If the #SaveLePub campaign was to offer the opportunity to take up mutual ownership of Le Pub, donators would retain control of the capital they invest rather than merely exchange it for a free pint, a limited edition t-shirt and the opportunity to carry on attending gigs as before (at least until the next financial difficulty). The rights and entitlements this brings would include a right to a say in how Le Pub operates (e.g., which bands it puts on, themed club nights, which drinks to serve etc.), a share in any profits (and co-operatives do make profits) the venue makes and a massive practical resource in running the venue. Indeed the sustainability of the enterprise would not be reliant on high risk/high reward, PR-intensive crowdfunding efforts to raise capital. It would have a membership from which to do that, if necessary, in a planned and co-ordinated manner. Furthermore it could develop social as well as financial objectives related to offering recording opportunities to bands or encouraging socially excluded or unemployed people opportunities to develop confidence, skills and income in the music industry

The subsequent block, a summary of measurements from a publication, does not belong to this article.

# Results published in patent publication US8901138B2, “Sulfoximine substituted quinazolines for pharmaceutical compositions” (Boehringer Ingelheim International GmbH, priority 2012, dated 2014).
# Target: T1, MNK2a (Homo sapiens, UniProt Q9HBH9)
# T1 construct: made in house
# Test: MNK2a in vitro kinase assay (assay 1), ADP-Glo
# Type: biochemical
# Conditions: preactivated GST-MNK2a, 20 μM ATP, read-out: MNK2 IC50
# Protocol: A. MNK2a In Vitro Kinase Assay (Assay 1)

This would be doing something different indeed. And not only in south east Wales but on a UK basis. I know of very few mutually-owned music venues elsewhere in the UK. The Unity in Wakefield is one, albeit on a different scale to Le Pub, and not exclusively a music venue. The Wharf Chambers in Leeds is closer in scale and scope to Le Pub. Yet The Co-operatives UK‘s directory of co-operatives doesn’t appear to list many others.

If you know of one I’d love to hear about it.

So, I raise a glass to the efforts of the #SaveLePub campaign. I dip into my pockets to contribute. And I wish it every success.

But it could be so much more.

*This was originally posted on July 13th. The #Save Le Pub campaign has been relaunched with a different crowdfunder and the sum it hopes to raise is also different. Other terms might also have changed. The current pledge page is at http://www.sponsume.com/project/save-le-pub